Michael Johansson is a Swedish installation artist who takes OCD tendencies to the next level with his real-life Tetris sculptures. His passion for ordinary and useless things organized into exceptionally good-looking piles makes most neat-freaks look like the biggest slobs. Johansson is obsessed with irregularities and coincidences between to disparate objects which may only be linked by a common color or a shape.
Johansson’s precisely stacked sculptures made from ordinary objects like old computer screens, keyboards, cars and suitcases, are installed both inside the gallery and jammed into site-specific spaces.
Los Angeles based artist Orion Martin is known for his stylized, super-flat style, which re-contextualizes the still life into seductive portraits of consumerism. Often presented in over-the-top, polished plastic frames, Martin’s works combine various limbs and objects, interweaving each object into an elegantly cohesive statement.
Kirsten Beets was born in Cape Town, South Africa in 1983. She works predominantly with oil paint on paper. Her main subjects and themes are how people interact with nature in a recreational way, usually observing things from a high vantage point and neatly rendering them in minute detail. Observations of people, places and objects (and sometimes the imaginative thoughts that were produced by them) thus recorded, transfer a fleeting moment into a physical object; elevating their significance and making them touchstones of memory.
Hudson Christie is a Toronto artist with a focus on editorial illustration and stop-motion animation. In “Close Enough,” harmless objects are misidentified as unsafe due to their incidental resemblance to something else.
New York City based Mike Lee’s (previously featured here) graphite drawings contemplate the duality between artificiality and realism by taking everyday normalcies (figures, objects and settings) and working them into their most simplistic forms. Small subjects surrounded by vast white spaces, Lee’s drawings represent fleeting moments in a large world.
Casey Gray’s work is characterized by his commitment to aerosol paint and laborious, hand cut masking techniques resulting in a type of skewed hyper-realism. Through pairing and composing specific content, sourced from both his immediate and online environments, into layered still life arrangements, he is able to form narratives, create identities and discover new truths about the world. He regularly uses historical painting tropes as a point of departure for simultaneous bodies of work, such as cabinets, pin boards and marble ledges. These platforms become a stage for disparate subject matter to mingle, interact and play.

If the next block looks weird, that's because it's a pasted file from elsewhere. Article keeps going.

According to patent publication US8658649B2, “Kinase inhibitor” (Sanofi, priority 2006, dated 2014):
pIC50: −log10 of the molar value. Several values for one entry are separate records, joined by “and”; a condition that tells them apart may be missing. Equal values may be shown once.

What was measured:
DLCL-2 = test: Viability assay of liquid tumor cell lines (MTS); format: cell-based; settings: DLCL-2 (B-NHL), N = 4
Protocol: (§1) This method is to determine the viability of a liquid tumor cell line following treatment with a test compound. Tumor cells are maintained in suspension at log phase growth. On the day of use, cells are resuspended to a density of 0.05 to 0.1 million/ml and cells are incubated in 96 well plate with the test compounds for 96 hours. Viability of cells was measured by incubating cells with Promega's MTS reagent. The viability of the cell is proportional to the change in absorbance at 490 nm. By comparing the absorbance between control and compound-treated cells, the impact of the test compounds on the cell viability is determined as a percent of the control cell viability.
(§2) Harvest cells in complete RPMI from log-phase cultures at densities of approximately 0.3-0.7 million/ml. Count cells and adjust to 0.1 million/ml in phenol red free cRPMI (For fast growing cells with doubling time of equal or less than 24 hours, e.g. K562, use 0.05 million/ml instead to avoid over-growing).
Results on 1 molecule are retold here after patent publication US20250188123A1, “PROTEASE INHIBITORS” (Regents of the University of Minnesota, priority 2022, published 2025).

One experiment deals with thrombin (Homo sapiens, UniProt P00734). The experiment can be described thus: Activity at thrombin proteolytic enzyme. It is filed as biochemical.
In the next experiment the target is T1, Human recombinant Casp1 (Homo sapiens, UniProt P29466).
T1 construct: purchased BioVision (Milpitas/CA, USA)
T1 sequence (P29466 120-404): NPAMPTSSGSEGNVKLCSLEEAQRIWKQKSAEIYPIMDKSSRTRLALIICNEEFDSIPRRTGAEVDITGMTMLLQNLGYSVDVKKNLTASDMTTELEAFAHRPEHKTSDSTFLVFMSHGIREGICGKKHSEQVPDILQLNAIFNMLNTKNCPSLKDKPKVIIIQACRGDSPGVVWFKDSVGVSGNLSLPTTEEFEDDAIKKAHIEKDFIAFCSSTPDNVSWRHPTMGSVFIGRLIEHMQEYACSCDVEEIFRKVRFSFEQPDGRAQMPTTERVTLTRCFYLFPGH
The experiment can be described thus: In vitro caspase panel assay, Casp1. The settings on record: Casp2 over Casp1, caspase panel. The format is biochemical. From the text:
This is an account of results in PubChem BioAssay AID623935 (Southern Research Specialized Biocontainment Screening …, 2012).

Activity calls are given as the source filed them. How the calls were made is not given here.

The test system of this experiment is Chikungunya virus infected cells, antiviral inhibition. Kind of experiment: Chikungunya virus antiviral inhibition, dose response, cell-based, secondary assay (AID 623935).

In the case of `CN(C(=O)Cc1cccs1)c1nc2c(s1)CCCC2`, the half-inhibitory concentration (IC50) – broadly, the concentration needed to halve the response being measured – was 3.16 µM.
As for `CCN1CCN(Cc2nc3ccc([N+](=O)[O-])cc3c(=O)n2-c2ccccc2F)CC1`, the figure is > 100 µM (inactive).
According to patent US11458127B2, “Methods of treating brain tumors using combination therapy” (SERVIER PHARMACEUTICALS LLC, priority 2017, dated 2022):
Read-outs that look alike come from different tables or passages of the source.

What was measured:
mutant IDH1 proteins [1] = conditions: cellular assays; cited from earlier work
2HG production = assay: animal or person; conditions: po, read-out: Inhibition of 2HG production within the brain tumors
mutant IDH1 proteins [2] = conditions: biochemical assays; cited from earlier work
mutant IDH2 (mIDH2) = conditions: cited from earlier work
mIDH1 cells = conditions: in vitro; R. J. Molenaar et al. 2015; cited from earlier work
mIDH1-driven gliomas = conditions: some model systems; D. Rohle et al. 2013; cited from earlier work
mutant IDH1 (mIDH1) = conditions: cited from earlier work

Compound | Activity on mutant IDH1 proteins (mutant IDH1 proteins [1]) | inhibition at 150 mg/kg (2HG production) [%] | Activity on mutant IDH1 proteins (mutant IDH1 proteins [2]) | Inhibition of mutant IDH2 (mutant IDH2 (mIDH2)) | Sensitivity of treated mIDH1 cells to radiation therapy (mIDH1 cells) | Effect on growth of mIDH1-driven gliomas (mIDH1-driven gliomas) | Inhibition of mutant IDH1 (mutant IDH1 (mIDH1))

Ontario-based artist Brandon Constans works in painting and drawing as his mediums of choice. His concentration for the past two years has involved cataloguing pictures and everyday objects, using them to create surreal-looking anthropomorphic creatures and portraits.
His work draws parallels between objects around him, his own personal history and the stories depicted in art throughout the centuries. His overall style can be described as combining influences from surrealist art, outsider art, and master artists such as Giuseppe Arcimboldo.
Tel Aviv, Israel based Guy Yanai attended Parsons School of Design and the New York Studio School, and received a BFA from Hampshire College, Amherst, MA. Yanai’s paintings are characterized by bold colors, simplified shapes, and a shallow depth of field. He often chooses everyday objects and spaces as his subjects, flattening and abstracting them in a way that seems removed and objective.
Synthesizing a wide range of influences, from Renaissance humanism and classical antiquity to modernist abstraction and the Internet, Yanai’s work captures the sense of simultaneous anxiety and excitement characteristic of today.
Toronto-based illustrator Brandon Celi’s subjects are as varied as his work is brilliant. He works in paint to bring to life hilarious scenarios including a reimagining of the Wizard of Oz scene where the wicked witch is crushed by a house, but this time targeting surely the most evil of all footwear: Crocs.
Whatever the medium, these themes are identifiable on first glance of Brandon’s work, whether it be a card machine being held by the hand of god, or miscellaneous toothpaste. Each of these works question how we react to these consumable goods but are also easily recognizable, visually digestible pieces of fine art.
Alejandro Almanza Pereda lives and works between Manhattan and Brooklyn, New York and Mexico City, Mexico. Using poor or found materials in dangerous or unlikely combinations, Almanza creates striking works of art. A major theme is instability.
Cinder blocks, plaster sculptures, metal chains, disco balls, and light bulbs are often displayed in tenuous equilibrium. Another theme might be described as entropy. His works suggest that things are always in the process of falling apart. Alejandro’s works are focused on the present moment, the ingenuity of the makeshift; the brilliance of the stopgap measure that only makes sense for right now.